Updated phase II results from the KEYNOTE-052 trial showed that first-line treatment with pembrolizumab produced a long-lasting response for patients with cisplatin-ineligible advanced urothelial cancer.
Peter H. O’Donnell, MD
Updated phase II results from the KEYNOTE-052 trial showed that first-line treatment with pembrolizumab (Keytruda) produced a long-lasting response for patients with cisplatin-ineligible advanced urothelial cancer.1
As of the December 2016 data cutoff, the overall objective response rate (ORR) was 29% with a clinical benefit rate of 47%. Peter H. O’Donnell, MD, assistant professor of medicine at the University of Chicago, presented the results at the 2017 ASCO Annual Meeting.
“The overall objective response rate represents a 5% increase over the rate that has been previously reported,” O’Donnell said. “These results confirm that first-line pembrolizumab elicits clinically meaningful and durable antitumor activity in cisplatin-ineligible patients with metastatic urothelial cancer.”
In KEYNOTE-052, 370 patients with advanced, unresectable, or metastatic disease who were ineligible for treatment with cisplatin were assigned to 200 mg of pembrolizumab every 3 weeks. Patients continued treatment for 2 years, or until progression, toxicity, or withdrawal.
The median age was 74 and 29% of the cohort was 80 or older. The primary tumor location was the lower tract for 81% of patients and 21% had liver metastases.
At median follow-up of 9.5 months, 7% of patients had a complete response, 22% had a partial response, and 18% had stable disease. More than 40% of patients in the study had progressive disease.
O’Donnell said the response was consistent across demographic groups, including patients younger than 85 (29%; 95% CI, 20-35), patients ≥85 (28%; 95% CI, 15-44), and those with an ECOG performance status of 2 (27%, 95% CI, 20-35).
Among patients who had at least 1 post-baseline scan, 58% experienced a decrease in tumor lesions.
Median time-to-response was 2 months, and O’Donnell said 82% of responses lasted at least 6 months. Median duration of response has not been reached.
Investigators created a training set of the first 100 patients enrolled to identify the combined positive score (CPS) cut point for PD-L1 expression and a validation set that included all patients except for that first 100 to confirm results. Investigators found that a CPS ≥10% was the optimal enrichment cutoff for predicting response.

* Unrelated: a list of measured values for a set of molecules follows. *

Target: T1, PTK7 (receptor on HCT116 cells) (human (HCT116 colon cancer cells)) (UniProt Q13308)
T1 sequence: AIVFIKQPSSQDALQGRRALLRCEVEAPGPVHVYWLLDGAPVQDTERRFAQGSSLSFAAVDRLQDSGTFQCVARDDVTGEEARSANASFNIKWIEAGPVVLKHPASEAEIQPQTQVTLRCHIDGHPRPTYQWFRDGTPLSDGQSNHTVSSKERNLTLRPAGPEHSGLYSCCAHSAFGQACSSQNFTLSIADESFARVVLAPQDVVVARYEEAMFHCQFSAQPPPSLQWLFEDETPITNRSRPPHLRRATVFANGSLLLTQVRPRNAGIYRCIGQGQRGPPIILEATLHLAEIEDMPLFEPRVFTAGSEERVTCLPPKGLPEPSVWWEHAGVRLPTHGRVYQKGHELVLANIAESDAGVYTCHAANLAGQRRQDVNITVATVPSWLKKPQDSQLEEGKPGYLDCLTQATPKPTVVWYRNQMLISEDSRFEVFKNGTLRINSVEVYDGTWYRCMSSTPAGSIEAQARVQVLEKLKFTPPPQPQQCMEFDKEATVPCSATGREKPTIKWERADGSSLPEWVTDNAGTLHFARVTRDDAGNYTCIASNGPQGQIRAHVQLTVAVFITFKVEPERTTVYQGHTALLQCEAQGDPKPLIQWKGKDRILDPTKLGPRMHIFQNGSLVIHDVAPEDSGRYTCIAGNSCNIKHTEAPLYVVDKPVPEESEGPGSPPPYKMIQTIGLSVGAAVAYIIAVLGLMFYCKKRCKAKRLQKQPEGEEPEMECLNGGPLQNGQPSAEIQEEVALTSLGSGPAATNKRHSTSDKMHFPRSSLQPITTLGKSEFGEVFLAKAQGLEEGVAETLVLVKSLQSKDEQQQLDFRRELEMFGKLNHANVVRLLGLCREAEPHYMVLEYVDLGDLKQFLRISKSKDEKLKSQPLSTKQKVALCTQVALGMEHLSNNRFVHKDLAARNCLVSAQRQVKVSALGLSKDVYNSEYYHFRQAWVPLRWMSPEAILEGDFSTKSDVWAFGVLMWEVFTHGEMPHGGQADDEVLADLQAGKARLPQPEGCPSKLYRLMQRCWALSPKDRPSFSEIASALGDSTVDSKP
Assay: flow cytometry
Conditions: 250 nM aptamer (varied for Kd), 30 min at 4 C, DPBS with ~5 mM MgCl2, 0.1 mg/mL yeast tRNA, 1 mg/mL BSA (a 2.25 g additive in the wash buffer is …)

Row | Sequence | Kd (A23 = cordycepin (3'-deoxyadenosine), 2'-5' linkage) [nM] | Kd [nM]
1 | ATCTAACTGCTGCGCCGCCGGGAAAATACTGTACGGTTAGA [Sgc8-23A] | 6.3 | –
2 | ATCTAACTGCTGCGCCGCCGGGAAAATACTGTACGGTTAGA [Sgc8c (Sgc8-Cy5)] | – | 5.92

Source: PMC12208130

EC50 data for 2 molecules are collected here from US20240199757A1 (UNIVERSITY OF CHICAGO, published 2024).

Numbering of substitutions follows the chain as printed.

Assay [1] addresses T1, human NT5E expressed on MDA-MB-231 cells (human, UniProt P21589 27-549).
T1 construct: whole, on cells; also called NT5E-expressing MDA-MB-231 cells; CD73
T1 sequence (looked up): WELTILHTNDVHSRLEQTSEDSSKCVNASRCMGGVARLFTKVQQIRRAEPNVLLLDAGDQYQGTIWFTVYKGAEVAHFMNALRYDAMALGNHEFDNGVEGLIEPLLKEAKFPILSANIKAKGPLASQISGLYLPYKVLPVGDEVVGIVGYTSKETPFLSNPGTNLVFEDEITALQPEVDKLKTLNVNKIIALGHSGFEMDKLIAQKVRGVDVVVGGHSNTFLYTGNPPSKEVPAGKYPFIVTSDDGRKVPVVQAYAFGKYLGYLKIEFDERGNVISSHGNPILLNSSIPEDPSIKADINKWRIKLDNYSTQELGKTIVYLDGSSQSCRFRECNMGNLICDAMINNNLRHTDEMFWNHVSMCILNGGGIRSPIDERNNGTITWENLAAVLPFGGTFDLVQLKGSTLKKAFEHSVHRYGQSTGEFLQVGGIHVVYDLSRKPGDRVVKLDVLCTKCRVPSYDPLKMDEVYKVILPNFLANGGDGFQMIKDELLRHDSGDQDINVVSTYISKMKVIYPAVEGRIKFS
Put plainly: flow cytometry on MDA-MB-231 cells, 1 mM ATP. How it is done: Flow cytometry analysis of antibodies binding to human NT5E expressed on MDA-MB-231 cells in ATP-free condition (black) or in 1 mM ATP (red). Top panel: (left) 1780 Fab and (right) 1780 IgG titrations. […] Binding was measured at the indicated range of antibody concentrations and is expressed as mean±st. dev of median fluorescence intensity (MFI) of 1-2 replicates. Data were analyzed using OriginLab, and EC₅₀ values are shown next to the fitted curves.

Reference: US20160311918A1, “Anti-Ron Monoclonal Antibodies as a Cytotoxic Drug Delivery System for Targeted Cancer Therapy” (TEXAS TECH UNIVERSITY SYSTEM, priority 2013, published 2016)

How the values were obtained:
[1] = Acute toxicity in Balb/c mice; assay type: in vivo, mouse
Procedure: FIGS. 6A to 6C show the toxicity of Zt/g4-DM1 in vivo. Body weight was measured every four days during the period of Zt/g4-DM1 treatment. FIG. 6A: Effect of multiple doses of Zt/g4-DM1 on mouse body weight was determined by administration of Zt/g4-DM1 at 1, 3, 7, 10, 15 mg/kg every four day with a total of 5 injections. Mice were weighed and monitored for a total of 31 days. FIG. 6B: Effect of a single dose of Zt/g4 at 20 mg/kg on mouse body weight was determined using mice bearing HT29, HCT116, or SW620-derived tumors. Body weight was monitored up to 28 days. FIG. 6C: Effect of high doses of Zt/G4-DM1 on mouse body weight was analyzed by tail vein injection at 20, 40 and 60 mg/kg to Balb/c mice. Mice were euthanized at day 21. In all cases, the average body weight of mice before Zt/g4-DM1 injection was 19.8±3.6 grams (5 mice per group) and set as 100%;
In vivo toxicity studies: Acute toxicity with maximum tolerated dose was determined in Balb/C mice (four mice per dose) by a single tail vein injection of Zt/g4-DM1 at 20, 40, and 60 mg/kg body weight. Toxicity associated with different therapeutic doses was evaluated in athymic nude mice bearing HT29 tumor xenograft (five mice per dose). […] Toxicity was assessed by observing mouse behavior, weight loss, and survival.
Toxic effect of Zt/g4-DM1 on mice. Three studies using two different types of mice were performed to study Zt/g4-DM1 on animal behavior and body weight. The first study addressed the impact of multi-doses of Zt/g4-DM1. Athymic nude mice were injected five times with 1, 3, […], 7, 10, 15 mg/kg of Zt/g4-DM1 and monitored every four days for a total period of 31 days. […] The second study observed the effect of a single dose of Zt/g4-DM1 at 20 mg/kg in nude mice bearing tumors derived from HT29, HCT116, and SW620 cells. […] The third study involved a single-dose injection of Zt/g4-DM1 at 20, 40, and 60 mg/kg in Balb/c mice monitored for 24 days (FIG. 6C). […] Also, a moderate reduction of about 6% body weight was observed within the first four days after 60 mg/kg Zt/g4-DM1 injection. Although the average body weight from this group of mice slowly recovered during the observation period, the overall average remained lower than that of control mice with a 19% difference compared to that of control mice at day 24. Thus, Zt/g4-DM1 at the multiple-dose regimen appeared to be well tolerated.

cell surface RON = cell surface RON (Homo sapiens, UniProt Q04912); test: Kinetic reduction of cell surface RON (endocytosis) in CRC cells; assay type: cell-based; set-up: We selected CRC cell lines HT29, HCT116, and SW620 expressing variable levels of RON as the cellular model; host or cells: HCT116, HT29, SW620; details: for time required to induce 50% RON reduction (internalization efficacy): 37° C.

In the training set, patients with a CPS <10% had an ORR of 17% with 3 complete responses and 8 partial responses. ORR was 37% for CPS-high patients with 4 complete responses and 7 partial responses.
Response was even stronger in the validation set. ORR was 51% for CPS-high patients, with 14 complete responses and 27 partial responses. ORR was 23% for CPS-low patients, with 5 complete responses and 37 partial responses.
Two-thirds of patients reported treatment-related adverse events (AEs) of any grade, with fatigue (18%), pruritus (17%), and rash (12%) being the most common.
Seventy patients (19%) reported grade ≥3 AEs, including fatigue (2%) and colitis (2%). Other grade ≥3 AEs appeared in just 1% of patients.
“Importantly, only 7% of patients discontinued treatment because of a treatment-related adverse event,” O’Donnell said. “This is a rate that would be approximately one-third of that traditionally described for gemcitabine/carboplatin.”
Investigators recorded a single treatment-related AE that resulted in deathmyositis in an 83-year-old patient.
O’Donnell added that the rate of immune-mediated AEs was similar to those reported in previous antiPD-1 studies.
These results update findings first presented at the 2016 ESMO Congress.2At the time, overall ORR was 24.0% (95% CI, 16.0-33.6) at a median follow-up of 8 months. There were 6 complete responses, 17 partial responses, and 15 patients with stable disease. Forty-eight patients experienced disease progression.
Based on data from the KEYNOTE-052 trial, the FDA granted an accelerated approval in May 2017 for the accelerated approval to frontline pembrolizumab for patients with locally advanced or metastatic urothelial carcinoma who are not eligible for cisplatin-containing chemotherapy.